26 May 2024 The Future is the Product of the Past

1.8-million-year-old ‘human tooth’ discovered in Georgia

An ancient human tooth discovered by archaeologists in Georgia dates back 1.8 million years, firmly establishing the area as the site of one of the earliest prehistoric human settlements in Europe and possibly the world outside of Africa.

A 1.8-million-year-old jaw tooth and fourth premolar tooth belonging to an early human species were found in Kvemo Orozmani, a village in the Dmanisi Municipality of Kvemo Kartli region of Georgia.

The tooth was found near the village of Kvemo Orozmani, where human skulls dating back 1.8 million years were discovered in the late 1990s and early 2000s.

These finds were the world’s oldest such discovery outside of Africa, and they altered scientists’ understanding of early human evolution and migration patterns.

Experts say the latest discovery at a site 20 kilometers away provides further evidence that the mountains of the South Caucasus may have been one of the first places early humans settled after migrating from Africa.

A 1.8-million-year-old Homo tooth was found in Orozman. Photo: Giorgi Bidzinashvili

The tooth was discovered on Thursday, according to the National Research Centre of Archaeology and Prehistory of Georgia. In the statement, “Orozmani, together with Dmanisi, represents the center of the oldest distribution of old humans – or early Homo – in the world outside Africa,” it was said.

Giorgi Bidzinashvili, the scientific leader of the dig team, said, “This discovery is the most important thing that could happen at an archaeological site – we found a direct human remains in the form of the fourth premolar of the lower jaw. At first glance, he looks like an adult individual. and gender etc. it is difficult to determine, but together with paleoanthropologists, we can say with certainty that this is indeed an archaic human mandibular tooth. Most likely Homo erectus. However, anthropological research will make this certain for us”.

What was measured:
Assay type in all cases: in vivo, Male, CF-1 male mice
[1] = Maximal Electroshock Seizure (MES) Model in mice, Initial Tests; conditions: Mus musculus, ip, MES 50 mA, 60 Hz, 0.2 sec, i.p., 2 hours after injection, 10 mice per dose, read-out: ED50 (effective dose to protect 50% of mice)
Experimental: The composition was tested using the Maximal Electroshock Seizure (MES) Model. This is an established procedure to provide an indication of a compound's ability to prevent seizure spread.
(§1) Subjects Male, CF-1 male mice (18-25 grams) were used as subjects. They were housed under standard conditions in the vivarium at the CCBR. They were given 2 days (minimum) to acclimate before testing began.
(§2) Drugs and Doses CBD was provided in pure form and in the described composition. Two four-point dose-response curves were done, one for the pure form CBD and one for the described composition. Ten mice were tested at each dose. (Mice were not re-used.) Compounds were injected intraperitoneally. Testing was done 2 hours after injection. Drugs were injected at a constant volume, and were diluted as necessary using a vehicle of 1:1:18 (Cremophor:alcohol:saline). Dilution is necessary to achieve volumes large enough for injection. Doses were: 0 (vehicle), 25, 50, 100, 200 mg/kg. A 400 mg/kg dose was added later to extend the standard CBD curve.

Giorgi Bidzinashvili, moreover considers the tooth belonged to a “cousin” of Zezva and Mzia, the names given to two near-complete 1.8-million-year-old fossilized skulls found at Dmanisi.

A partial jaw discovered in modern-day Ethiopia is the world’s oldest Homo fossil, dating back around 2.8 million years.

Homo erectus, a hunter-gatherer species thought to be the ancestor of modern humans, is thought to have left Africa about two million years ago. Although 2.1 million-year-old tools have been found in modern-day China, the oldest early human remains ever discovered outside of Africa were found at the Georgian sites.

Related Articles

Assyrian Art at Getty Villa

22 June 2021

22 June 2021

The Getty Villa in Malibu, California’s arts complex is showcasing superbly-restored gypsum reliefs from the Assyrian Empire’s palaces for its...

‘Miniature Pompeii’ found beneath Astra cinema in Verona

15 June 2021

15 June 2021

Archaeologists have uncovered a “miniature Pompeii” in the shape of a well-preserved ancient edifice near Verona, Italy. An old Roman...

Archaeologists Unearthed Third Greatest Fire Temple Existing in Ancient Iran’s Sassanid Era